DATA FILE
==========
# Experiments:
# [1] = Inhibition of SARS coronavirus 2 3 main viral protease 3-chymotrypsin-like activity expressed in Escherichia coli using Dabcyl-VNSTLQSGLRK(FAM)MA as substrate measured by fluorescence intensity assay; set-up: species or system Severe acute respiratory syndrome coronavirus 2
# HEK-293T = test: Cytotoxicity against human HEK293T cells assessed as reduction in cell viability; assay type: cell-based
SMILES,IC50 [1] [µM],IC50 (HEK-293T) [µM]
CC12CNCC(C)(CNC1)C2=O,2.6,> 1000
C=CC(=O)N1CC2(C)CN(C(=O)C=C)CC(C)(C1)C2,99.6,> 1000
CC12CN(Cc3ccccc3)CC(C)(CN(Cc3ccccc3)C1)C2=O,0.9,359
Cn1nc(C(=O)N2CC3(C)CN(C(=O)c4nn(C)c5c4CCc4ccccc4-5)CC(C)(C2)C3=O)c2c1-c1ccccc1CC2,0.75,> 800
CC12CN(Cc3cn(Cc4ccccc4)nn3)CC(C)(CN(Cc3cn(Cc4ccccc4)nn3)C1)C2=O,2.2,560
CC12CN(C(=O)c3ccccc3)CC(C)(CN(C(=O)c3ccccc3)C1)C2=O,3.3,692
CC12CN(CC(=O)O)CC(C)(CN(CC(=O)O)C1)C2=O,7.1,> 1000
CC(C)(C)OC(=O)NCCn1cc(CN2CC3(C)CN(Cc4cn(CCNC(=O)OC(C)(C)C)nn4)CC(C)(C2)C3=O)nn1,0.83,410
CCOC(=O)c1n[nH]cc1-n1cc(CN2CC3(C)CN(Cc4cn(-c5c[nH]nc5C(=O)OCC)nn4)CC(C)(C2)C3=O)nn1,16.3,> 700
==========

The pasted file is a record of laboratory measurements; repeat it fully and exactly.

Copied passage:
# Experiments:
# [1] = Inhibition of SARS coronavirus 2 3 main viral protease 3-chymotrypsin-like activity expressed in Escherichia coli using Dabcyl-VNSTLQSGLRK(FAM)MA as substrate measured by fluorescence intensity assay; set-up: species or system Severe acute respiratory syndrome coronavirus 2
# HEK-293T = test: Cytotoxicity against human HEK293T cells assessed as reduction in cell viability; assay type: cell-based
SMILES,IC50 [1] [µM],IC50 (HEK-293T) [µM]
CC12CNCC(C)(CNC1)C2=O,2.6,> 1000
C=CC(=O)N1CC2(C)CN(C(=O)C=C)CC(C)(C1)C2,99.6,> 1000
CC12CN(Cc3ccccc3)CC(C)(CN(Cc3ccccc3)C1)C2=O,0.9,359
Cn1nc(C(=O)N2CC3(C)CN(C(=O)c4nn(C)c5c4CCc4ccccc4-5)CC(C)(C2)C3=O)c2c1-c1ccccc1CC2,0.75,> 800
CC12CN(Cc3cn(Cc4ccccc4)nn3)CC(C)(CN(Cc3cn(Cc4ccccc4)nn3)C1)C2=O,2.2,560
CC12CN(C(=O)c3ccccc3)CC(C)(CN(C(=O)c3ccccc3)C1)C2=O,3.3,692
CC12CN(CC(=O)O)CC(C)(CN(CC(=O)O)C1)C2=O,7.1,> 1000
CC(C)(C)OC(=O)NCCn1cc(CN2CC3(C)CN(Cc4cn(CCNC(=O)OC(C)(C)C)nn4)CC(C)(C2)C3=O)nn1,0.83,410
CCOC(=O)c1n[nH]cc1-n1cc(CN2CC3(C)CN(Cc4cn(-c5c[nH]nc5C(=O)OCC)nn4)CC(C)(C2)C3=O)nn1,16.3,> 700